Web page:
organisations are ecosystems.
They exist through interdependence. …most organisations these days are mired in a paradigm of command and control, fear, competition and a constant cartesian dilemma and dualism
Can Goethe teach us something?
..”Another aspect of Goethe’s way of seeing is the ability to resolve contradiction. The way this is done is by going into the act-of-seeing, and placing your attention not on what is seen, the objects that are out there, but by going into a much deeper dimension of seeing before these final objects have come into being. This may sound a bit abstract, but what Goethe was able to perceive in his intuition (and not his rational verbal mind) was the livingness of the plant. We are talking about organic and not mechanistic phenomena here. So in this next section Johnson is likening Goethe’s ability to see in a much more profound way to that of workers from Toyota, who can then resolve resolve “contradictions” that others can’t because they lack this more organic way of thinking.
..Bortoft is more explicit. He talks about the counterfeit whole versus the authentic whole. I struggled for a long time trying to figure out what he meant, but I think those differences are very meaningful and get at what you’re talking about here. Were they to be understood by business people, they could trigger a profound change in thinking that would lead to quite different actions. It gets back to all the things I’ve been talking about. You can see the universe as objects that are there because they embody a pattern that in effect bodies itself forth uniquely every moment. I think there is a generative process at work throughout the entire universe which follows certain principles or a pattern that we are aware of in this bodying forth in what we see around us. The parts are everything you see. Anything is mirroring these patterns and principles, mirroring the whole. I’m not sure Bortoft would agree with that interpretation, but I think that’s what he’s saying and what he’s drawing from Goethe. That’s nature. If you look at a machine, created by the human mind, the parts don’t mirror the whole. The parts–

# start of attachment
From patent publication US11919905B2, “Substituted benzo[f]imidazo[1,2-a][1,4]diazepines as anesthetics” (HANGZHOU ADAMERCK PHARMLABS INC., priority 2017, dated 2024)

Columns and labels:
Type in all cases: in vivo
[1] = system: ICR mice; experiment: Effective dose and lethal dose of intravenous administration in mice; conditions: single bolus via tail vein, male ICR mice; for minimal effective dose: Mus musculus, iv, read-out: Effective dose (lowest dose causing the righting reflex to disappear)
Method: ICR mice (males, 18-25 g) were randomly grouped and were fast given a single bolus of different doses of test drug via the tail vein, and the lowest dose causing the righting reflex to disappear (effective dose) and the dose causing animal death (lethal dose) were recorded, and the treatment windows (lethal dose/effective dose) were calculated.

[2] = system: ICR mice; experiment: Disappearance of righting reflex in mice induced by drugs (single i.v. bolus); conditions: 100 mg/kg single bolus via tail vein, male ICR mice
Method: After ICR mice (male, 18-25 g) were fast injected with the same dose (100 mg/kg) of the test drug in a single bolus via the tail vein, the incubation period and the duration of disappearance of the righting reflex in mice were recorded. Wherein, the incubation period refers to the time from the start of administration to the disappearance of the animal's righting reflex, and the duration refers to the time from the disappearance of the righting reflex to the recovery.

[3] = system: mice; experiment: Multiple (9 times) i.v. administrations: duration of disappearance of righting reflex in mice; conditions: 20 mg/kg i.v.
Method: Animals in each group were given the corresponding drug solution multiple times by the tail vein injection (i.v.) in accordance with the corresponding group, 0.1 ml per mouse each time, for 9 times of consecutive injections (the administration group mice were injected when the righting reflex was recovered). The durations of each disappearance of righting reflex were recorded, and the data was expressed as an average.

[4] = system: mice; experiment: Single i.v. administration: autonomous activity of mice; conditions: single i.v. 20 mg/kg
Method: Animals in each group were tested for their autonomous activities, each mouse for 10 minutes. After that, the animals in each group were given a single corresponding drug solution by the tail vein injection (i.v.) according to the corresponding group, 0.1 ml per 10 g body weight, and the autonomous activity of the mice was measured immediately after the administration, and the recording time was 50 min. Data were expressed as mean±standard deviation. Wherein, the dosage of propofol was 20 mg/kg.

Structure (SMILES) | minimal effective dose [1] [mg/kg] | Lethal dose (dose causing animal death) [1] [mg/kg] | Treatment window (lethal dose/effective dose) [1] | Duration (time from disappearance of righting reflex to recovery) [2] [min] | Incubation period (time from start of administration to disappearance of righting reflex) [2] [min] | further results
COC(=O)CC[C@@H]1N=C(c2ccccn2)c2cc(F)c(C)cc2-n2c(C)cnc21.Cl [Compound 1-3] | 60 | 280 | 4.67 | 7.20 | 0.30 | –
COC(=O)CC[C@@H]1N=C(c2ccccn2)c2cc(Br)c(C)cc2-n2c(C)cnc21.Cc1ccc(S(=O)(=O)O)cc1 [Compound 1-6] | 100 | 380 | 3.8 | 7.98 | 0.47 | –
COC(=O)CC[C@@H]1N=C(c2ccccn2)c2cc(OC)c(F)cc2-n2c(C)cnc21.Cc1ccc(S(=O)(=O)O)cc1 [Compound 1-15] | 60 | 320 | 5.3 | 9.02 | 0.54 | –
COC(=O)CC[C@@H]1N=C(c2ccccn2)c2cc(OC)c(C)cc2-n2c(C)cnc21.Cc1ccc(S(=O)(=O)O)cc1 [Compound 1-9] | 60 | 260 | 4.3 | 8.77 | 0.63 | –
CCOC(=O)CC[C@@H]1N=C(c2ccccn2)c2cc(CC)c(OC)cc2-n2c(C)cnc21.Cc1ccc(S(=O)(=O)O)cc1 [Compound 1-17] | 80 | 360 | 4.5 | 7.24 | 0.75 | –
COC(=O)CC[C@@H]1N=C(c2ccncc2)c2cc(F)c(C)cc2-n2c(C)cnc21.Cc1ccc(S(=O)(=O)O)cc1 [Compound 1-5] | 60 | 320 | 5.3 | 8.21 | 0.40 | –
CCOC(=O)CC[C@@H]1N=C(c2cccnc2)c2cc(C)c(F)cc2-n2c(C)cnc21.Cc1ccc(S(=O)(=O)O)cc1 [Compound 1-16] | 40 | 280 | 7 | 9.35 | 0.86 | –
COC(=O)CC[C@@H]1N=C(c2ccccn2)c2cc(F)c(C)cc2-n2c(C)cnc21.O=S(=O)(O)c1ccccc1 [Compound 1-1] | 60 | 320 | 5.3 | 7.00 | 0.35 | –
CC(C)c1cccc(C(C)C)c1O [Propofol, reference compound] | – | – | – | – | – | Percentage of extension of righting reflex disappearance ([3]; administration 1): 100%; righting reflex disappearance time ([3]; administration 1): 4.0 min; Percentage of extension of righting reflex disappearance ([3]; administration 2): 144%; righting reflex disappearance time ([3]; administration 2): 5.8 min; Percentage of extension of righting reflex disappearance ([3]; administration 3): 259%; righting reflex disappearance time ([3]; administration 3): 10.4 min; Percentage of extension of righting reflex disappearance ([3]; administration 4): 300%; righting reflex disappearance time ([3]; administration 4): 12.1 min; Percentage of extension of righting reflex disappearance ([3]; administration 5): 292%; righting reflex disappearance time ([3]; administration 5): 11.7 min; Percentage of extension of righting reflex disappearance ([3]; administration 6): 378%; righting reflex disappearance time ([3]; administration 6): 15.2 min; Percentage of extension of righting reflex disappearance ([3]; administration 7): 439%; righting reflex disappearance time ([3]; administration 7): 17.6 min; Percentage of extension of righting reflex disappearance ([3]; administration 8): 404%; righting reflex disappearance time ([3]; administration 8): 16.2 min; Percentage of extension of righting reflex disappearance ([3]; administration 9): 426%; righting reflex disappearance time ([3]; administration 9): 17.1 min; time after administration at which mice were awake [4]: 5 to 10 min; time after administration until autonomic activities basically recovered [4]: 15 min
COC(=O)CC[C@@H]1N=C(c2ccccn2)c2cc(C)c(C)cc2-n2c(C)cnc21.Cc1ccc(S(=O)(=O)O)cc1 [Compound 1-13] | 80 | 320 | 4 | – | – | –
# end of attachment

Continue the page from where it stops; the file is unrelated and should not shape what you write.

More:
OS: Are outside of the whole.
Tom Johnson: Yes. They’re outside of the whole. The machine, if it works, is obviously well designed by a mind that sees how to make parts interrelate so they’ll do a certain function, as long as properly lubricated and given enough fuel or whatever. But by definition the parts stand alone and don’t in any way mirror the whole. They are like Newton saw the whole universe: independent particles which react only to external force or impact according to external laws and principles. That’s the way we design machines, that’s the way we see the whole thing working. But in nature there’s no such thing. Nature, absent the human, has got no such thing. In nature everything has bodied forth from the process of this universal pattern manifesting itself again and again and again, trillions and trillions of times.”
“Henri’s (Bortoft) work is powerful because when truly understood, it changes our way of seeing, and takes us into an understanding of meaning and being. These are not just questions for science and philosophy, but for helping us understand our relationship to other people, to nature, to design, to the development of new organisational structures – the implications are endless.”